Searching Google.com in an incognito window will bring up that all-familiar list of autofill options, many of which can help guide your keyword research. The incognito ensures that any customized search data Google stores when you’re signed in gets left out. Incognito may also be helpful to see where you truly rank on a results page for a certain term.
Length of site domain registration; (I don’t see much benefit ON IT”S OWN even knowing “Valuable (legitimate) domains are often paid for several years in advance, while doorway (illegitimate) domains rarely are used for more than a year.”) – paying for a domain in advance just tells others you don’t want anyone else using this domain name, it is not much of an indication that you’re going to do something Google cares about).
Write a description that would both inform and interest users if they saw your description meta tag as a snippet in a search result. While there's no minimal or maximal length for the text in a description meta tag, we recommend making sure that it's long enough to be fully shown in Search (note that users may see different sized snippets depending on how and where they search), and contains all the relevant information users would need to determine whether the page will be useful and relevant to them.
Rob Marvin served as PCMag's Associate Features Editor from December 2017 to December 2019. He wrote features, news, and trend stories on all manner of emerging technologies. Beats included: big tech coverage, startups, business and venture capital, blockchain and cryptocurrencies, artificial intelligence, augmented and virtual reality, IoT and aut... See Full Bio
Crawlers are largely a separate product category. There is some overlap with the self-service keyword tools (Ahrefs, for instance, does both), but crawling is another important piece of the puzzle. We tested several tools with these capabilities either as their express purpose or as features within a larger platform. Ahrefs, DeepCrawl, Majestic, and LinkResearchTools are all primarily focused on crawling and backlink tracking, the inbound links coming to your site from another website. Moz Pro, SpyFu, SEMrush, and AWR Cloud all include domain crawling or backlink tracking features as part of their SEO arsenals.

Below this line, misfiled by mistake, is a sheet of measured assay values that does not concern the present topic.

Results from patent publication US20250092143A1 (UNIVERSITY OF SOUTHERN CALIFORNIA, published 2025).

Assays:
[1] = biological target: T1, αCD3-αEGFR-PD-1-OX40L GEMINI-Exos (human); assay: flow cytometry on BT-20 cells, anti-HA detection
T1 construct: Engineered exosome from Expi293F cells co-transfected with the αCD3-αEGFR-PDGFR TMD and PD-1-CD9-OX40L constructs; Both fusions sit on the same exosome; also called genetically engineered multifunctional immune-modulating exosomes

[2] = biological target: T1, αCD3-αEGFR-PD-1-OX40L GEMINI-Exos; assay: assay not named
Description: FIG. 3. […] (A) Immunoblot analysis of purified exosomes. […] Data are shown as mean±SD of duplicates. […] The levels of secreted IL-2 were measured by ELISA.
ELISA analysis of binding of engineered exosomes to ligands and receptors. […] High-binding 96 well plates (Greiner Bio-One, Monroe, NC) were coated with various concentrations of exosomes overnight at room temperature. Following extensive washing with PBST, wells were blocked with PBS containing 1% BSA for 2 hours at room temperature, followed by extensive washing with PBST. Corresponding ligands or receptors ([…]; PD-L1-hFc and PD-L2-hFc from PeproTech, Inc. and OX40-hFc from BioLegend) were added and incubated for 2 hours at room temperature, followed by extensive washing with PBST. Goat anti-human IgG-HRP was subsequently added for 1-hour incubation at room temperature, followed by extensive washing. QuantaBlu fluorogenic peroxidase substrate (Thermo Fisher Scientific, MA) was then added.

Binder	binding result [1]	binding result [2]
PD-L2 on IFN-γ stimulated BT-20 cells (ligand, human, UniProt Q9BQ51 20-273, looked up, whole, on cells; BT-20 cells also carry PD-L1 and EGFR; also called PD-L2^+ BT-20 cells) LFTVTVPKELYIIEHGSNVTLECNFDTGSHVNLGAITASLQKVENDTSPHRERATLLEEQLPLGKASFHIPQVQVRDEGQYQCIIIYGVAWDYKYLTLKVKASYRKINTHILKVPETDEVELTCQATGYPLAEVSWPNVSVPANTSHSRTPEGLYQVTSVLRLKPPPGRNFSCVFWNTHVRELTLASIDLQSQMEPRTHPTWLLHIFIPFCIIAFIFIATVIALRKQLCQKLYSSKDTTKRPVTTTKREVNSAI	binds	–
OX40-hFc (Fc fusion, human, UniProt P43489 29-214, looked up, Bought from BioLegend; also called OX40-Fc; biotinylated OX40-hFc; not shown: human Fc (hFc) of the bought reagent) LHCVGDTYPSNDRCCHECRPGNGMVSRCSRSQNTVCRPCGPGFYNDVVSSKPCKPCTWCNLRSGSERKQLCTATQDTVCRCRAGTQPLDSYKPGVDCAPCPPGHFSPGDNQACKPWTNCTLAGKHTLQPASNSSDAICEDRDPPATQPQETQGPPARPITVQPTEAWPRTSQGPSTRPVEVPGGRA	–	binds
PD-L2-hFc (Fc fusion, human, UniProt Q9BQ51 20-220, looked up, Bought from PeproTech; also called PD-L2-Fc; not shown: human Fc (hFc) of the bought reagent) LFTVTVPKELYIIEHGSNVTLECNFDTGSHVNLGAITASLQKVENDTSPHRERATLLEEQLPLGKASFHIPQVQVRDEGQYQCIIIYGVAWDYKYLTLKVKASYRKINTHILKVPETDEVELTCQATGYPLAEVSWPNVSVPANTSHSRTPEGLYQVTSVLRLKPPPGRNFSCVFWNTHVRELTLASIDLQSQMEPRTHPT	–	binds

Google is all about ‘user experience’ and ‘visitor satisfaction’ in 2019 so it’s worth remembering that usability studies have shown that a good page title length is about seven or eight words long and fewer than 64 total characters. Longer titles are less scan-able in bookmark lists, and might not display correctly in many browsers (and of course probably will be truncated in SERPs).
If you want to *ENSURE* your FULL title tag shows in the desktop UK version of Google SERPs, stick to a shorter title of between 55-65 characters but that does not mean your title tag MUST end at 55 characters and remember your mobile visitors see a longer title (in the UK, in January 2018). What you see displayed in SERPs depends on the characters you use. In 2019 – I just expect what Google displays to change – so I don’t obsess about what Google is doing in terms of display. See the tests later on in this article.
If you link out to irrelevant sites, Google may ignore the page, too – but again, it depends on the site in question. Who you link to, or HOW you link to, REALLY DOES MATTER – I expect Google to use your linking practices as a potential means by which to classify your site. Affiliate sites, for example, don’t do well in Google these days without some good quality backlinks and higher quality pages.
If you take money online, in any way, you NEED to have an accessible and satisfying ‘customer service’ type page. Google says, “Contact information and customer service information are extremely important for websites that handle money, such as stores, banks, credit card companies, etc. Users need a way to ask questions or get help when a problem occurs. For shopping websites, we’ll ask you to do some special checks. Look for contact information—including the store’s policies on payment, exchanges, and returns. “ Google urges quality raters to be a ‘detective’ in finding this information about you – so it must be important to them.
A poor 404 page and user interaction with it, can only lead to a ‘poor user experience’ signal at Google’s end, for a number of reasons. I will highlight a poor 404 page in my audits and actually programmatically look for signs of this issue when I scan a site. I don’t know if Google looks at your site that way to rate it e.g. algorithmically determines if you have a good 404 page – or if it is a UX factor, something to be taken into consideration further down the line – or purely to get you thinking about 404 pages (in general) to help prevent Google wasting resources indexing crud pages and presenting poor results to searchers. I think rather that any rating would be a second order scoring including data from user activity on the SERPs – stuff we as SEO can’t see.
A few years back we decided to move our community forum from a different URL (myforum.com) to our main URL (mywebsite.com/forum), thinking all the community content could only help drive additional traffic to our website. We have 8930 site links currently, which probably 8800 are forum content or blog content. Should we move our forum back to a different URL?